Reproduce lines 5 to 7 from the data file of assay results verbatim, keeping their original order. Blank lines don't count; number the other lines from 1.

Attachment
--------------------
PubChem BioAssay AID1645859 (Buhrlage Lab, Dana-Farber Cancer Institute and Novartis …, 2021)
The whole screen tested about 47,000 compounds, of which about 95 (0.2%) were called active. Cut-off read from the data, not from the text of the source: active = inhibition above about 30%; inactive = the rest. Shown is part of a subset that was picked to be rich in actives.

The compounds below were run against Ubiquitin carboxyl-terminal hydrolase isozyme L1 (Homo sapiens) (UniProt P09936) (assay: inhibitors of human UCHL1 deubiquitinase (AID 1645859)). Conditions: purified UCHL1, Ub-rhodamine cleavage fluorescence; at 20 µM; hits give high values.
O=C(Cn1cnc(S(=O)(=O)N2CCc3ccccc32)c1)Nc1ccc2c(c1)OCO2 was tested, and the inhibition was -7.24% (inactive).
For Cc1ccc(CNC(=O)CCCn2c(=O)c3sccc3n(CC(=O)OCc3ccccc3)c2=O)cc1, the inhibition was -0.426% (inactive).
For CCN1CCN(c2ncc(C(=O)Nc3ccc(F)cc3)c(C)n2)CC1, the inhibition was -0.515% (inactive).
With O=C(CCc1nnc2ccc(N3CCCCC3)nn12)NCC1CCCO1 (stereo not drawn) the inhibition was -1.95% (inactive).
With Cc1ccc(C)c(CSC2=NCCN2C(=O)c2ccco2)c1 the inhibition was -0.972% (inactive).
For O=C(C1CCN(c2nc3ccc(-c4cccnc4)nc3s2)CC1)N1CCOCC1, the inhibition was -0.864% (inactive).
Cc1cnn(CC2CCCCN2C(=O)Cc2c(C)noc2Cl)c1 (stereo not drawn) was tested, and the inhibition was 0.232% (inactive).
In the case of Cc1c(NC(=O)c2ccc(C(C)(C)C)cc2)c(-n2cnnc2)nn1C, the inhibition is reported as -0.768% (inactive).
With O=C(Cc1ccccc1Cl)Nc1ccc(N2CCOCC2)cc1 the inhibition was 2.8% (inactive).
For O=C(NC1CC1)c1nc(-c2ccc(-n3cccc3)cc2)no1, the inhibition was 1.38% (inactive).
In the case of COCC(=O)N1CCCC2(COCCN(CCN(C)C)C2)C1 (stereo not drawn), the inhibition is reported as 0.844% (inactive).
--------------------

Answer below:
For Cc1ccc(CNC(=O)CCCn2c(=O)c3sccc3n(CC(=O)OCc3ccccc3)c2=O)cc1, the inhibition was -0.426% (inactive).
For CCN1CCN(c2ncc(C(=O)Nc3ccc(F)cc3)c(C)n2)CC1, the inhibition was -0.515% (inactive).
With O=C(CCc1nnc2ccc(N3CCCCC3)nn12)NCC1CCCO1 (stereo not drawn) the inhibition was -1.95% (inactive).